And actually, I think, there’s more to it. For me, I found great satisfaction in journalism because I think we all would like to feel useful in our lives. I passionately believe that providing good information to the public is such a good thing to do that I find it comforting that I don’t have a 9 to 5 job, that I do something useful. What else is useful? Being a doctor, certainly! But running a company creating widgets, is that what the world needs?


What do you think about being a politician? Is that useful?
I have met some politicians that I admire…


But you don’t find the job itself useful.
I think that power corrupts. But that’s not to say there aren’t good politicians, although they aren’t a majority. I couldn’t be a politician and anyway nobody would vote for me. That would be crazy! (laughs) Anyway, I don’t think that modern politics is a match for modern problems. I think there’s a deficit. Put it this way: we would have better politicians if we had a good, strong media holding them accountable. You can’t have a democracy without quality information to the public. You just can’t.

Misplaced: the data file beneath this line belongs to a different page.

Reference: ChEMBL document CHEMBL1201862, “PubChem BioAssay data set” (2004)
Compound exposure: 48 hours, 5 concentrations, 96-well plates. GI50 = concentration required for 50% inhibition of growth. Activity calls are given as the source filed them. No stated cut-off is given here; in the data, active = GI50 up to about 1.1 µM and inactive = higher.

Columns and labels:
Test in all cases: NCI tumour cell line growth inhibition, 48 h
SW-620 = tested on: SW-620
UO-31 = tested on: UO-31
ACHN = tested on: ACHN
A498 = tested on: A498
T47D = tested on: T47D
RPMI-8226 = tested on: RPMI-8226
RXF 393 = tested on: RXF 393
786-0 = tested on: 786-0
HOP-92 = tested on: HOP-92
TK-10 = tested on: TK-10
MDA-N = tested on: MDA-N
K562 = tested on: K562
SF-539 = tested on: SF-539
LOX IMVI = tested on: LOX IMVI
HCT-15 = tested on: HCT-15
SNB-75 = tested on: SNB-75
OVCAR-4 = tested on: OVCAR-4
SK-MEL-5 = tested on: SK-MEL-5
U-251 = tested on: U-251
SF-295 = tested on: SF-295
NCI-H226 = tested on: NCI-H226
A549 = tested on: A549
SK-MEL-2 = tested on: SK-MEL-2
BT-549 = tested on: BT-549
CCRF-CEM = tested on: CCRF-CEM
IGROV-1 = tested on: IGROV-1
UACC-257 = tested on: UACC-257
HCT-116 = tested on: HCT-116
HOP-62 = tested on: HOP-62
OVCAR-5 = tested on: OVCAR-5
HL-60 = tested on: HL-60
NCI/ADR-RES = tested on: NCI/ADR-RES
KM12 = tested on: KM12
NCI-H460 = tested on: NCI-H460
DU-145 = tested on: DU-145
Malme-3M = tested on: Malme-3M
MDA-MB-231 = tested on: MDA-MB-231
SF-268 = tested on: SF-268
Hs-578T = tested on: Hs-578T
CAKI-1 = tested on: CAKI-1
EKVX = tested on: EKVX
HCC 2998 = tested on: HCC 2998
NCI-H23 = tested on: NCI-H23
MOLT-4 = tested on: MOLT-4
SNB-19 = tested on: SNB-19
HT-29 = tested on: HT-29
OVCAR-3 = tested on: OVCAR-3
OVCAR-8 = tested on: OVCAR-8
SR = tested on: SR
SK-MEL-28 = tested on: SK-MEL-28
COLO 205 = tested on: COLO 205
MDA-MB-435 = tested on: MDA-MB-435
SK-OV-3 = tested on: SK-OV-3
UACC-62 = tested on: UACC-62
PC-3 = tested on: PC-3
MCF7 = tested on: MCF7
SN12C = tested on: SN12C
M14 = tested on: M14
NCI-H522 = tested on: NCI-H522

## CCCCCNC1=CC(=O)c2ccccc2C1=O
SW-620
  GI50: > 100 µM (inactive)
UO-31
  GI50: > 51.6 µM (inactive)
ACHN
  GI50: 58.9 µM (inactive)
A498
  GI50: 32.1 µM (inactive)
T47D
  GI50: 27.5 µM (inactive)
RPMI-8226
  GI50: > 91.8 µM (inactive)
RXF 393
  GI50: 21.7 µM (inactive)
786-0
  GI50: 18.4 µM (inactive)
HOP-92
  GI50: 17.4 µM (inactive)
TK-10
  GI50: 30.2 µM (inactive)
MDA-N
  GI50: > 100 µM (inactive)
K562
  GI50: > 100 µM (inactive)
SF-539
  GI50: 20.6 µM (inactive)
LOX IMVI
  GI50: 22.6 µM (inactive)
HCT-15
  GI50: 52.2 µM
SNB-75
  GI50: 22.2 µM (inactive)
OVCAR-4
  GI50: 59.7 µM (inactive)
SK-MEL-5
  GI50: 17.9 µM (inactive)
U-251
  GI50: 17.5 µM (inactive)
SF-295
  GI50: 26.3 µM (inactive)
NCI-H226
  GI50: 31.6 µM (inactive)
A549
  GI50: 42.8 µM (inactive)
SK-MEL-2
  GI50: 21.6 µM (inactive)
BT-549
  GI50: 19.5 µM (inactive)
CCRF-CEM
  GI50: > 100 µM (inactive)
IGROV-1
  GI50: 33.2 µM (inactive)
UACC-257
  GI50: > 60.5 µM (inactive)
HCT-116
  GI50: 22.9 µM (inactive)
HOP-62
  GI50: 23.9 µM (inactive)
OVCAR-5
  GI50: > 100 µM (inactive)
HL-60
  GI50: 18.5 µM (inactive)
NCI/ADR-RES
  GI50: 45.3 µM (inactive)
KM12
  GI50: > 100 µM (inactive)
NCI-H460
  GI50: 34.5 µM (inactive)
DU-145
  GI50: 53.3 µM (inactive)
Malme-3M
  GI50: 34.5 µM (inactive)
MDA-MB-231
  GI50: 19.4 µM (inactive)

The media kind of resembles your mobile telephone from Kosovo, protecting us, metaphorically speaking, from the bullets.
Yeah, maybe. I don’t know of any democracy that functions without an active and independent media. Julian Assange has a good expression about this: lights on, rats out. It’s quite a hard expression, but it amuses me every time I hear it.

 

"We were dancing naked in front of the mirrors to shock the Securitate"

 

Dela0.ro: You said you visited Romania for the first time during the days of the Revolution. What lasting impression has that left on you?